Sunday, March 8, 2015

I am a linguist

A question I (Terrill) often get asked is “How is translation going?” It’s a fair question because we work for Wycliffe and Wycliffe is known for doing Bible translation. But ‘Bible translation’, as a specific technical task, is part of a broader program of giving people access to Christian materials in the language they understand the best. And within this broader program, there are dozens of jobs that don’t deal directly with the translation process. Thus it is true that Wycliffe does ‘do translation’, but it also does many other things like linguistics, development of writing systems, literacy, anthropology, ethnomusicology, curriculum development, and more...activities that are all a part of and serve the broader program of helping people use their most precious human tool (language) in their spiritual and social lives. So although it’s a widespread assumption that ‘Wycliffe’ people translate, relatively few in our organization actually ‘translate’.

When asked that question, I usually get a little uncomfortable and feel the need to explain and perhaps justify why ‘translation’ isn’t going all that well for us. Actually, it’s not really going at all and hasn’t for almost two years. The first paragraph of this post is there to show how this could be acceptable from the point of view of Wycliffe: lots of activities besides translation fall under the broader program as I explained above. But in addition to organizational flexibility, there are more personal reasons why we aren’t translating.

Fourteen years ago I committed my life to helping take the ‘Word of God’ to remote ethnic groups around the world. I assumed my role in this endeavor would be that of ‘Bible translator’. To someone like me who had a knack for languages, it seemed like the highest and most glorious career I could have. Some people envied the clarity of my calling, but in fact, since those earlier years, my calling has been anything but clear. 

After I and Amber got married in 2005, I started on a master’s degree in Bible translation. As it turned out, my experience getting trained for Bible translation really rocked my boat. I came away from that confused, and not at all sure whether I wanted to do Bible translation. But because for years I had planned to do it and had told others about my plans, the sheer momentum of my personal history propelled me forward, across the sea to Uganda. I came here, to the Ik people, to translate the New Testament for them. And not only was I going to translate the New Testament, but I was going to do it faster than anyone, that is, in ten years or less. God must’ve really chuckled at that one. Here we are, in our eighth year in Uganda, and none of the New Testament is officially translated into Ik.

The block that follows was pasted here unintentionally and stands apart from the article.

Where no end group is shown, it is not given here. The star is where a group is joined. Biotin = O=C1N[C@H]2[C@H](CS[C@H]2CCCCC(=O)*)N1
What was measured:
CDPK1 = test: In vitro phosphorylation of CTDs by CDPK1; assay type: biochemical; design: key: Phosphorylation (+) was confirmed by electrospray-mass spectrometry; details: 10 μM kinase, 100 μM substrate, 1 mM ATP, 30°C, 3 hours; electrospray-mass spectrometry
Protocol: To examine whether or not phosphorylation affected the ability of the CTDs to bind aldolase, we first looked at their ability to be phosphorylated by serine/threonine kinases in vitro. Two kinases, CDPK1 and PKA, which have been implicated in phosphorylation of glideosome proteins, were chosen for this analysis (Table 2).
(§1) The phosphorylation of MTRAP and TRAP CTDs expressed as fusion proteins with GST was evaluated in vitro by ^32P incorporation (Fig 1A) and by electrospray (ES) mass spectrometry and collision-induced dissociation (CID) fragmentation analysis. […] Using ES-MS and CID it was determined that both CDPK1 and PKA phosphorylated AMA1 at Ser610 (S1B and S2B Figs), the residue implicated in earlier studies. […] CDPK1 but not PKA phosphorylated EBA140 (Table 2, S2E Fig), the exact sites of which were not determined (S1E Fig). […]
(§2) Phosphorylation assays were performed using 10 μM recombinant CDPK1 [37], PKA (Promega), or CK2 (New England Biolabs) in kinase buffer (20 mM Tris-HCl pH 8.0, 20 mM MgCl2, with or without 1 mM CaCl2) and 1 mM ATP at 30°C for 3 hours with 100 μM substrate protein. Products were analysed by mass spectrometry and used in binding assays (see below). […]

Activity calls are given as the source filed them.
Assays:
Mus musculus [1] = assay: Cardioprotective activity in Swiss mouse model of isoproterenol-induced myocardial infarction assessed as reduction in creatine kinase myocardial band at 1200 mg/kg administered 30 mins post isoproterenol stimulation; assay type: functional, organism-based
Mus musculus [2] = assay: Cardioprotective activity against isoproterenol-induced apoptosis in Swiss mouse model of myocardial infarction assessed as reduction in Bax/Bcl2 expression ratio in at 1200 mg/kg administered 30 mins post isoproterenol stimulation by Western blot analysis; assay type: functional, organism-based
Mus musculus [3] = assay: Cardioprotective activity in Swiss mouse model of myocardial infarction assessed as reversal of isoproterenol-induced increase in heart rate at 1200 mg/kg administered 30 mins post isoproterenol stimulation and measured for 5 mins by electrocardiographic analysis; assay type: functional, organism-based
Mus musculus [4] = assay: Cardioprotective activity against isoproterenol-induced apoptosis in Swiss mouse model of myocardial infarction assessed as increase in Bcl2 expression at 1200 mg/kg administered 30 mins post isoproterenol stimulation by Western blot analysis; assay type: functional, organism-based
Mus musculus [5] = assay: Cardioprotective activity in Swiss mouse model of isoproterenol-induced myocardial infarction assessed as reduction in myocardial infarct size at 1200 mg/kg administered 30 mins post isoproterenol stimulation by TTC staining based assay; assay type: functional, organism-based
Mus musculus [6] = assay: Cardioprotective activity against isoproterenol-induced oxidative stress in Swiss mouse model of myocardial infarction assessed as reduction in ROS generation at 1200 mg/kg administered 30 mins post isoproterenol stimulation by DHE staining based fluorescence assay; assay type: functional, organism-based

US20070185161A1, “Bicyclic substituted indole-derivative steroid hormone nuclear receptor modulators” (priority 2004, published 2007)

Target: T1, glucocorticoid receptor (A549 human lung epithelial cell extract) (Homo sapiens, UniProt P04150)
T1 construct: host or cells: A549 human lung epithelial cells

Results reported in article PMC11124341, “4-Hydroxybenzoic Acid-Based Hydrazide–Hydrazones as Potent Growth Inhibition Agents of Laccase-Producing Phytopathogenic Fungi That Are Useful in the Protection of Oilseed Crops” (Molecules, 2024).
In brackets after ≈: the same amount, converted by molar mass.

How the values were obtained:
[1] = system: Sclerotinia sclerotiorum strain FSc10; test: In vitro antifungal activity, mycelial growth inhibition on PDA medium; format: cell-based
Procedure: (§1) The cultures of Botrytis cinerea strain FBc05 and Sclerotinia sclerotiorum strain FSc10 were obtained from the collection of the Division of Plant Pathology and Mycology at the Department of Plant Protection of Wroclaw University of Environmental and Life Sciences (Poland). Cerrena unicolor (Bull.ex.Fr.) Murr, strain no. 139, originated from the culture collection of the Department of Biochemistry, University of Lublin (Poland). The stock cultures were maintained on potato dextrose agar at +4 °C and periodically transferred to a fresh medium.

That’s not to say we didn’t try. Feeling the weight of my own perceived identity, the expectations of Wycliffe, and the expectations of our supporters, I tried to get a translation program up and running a couple of times. Both times I strongly disliked the experience, and both times it eventually fizzled out. I won’t go into all the details, but the combination of Terrill, the Ik church as it is, and the people available to translate with me did not produce fruitful results. This too was confusing and disillusioning, that is, until the last time we pulled the plug on translation (June 2013). That time it was blissful relief, and I’ll never forget the lightheartedness I felt on that day. At last I understood that I had been barking up the wrong tree all along.

It has taken me more than ten years to finally realize and accept that I am not a Bible translator. I’m sorry it took that long but still glad I eventually figured it out. We still believe that we are to clear the way for the ‘Word of God’--much like John the Baptist did for Jesus Christ--but through linguistics and mercy ministry rather than translation. Because my pride and identity were so wrapped up in the BIBLE TRANSLATOR persona, it has had to be painfully and slowly uprooted.

In this regard, God really spoke to me through a book I read this past January, called The Intellecutal Life by A.G. Sertillanges. In it he writes, “It is very important to work in joy, therefore with relative ease, therefore in the direction of one’s aptitudes. By going forward first on different paths each one must discover himself, and when he has found his special vocation, pursue it.” For me, the joy and relative ease definitely occur in linguistic work rather than in translation. But it was so difficult for me to relinquish translation, to relinquish the glory and the worth others attribute to it (whereas few will admire or praise boring linguistic work!). Sertillanges encourages me when he says that “We are obliged to accept necessary sacrifices. It is a painful thing to say to oneself: by choosing one road I am turning my back on a thousand others.”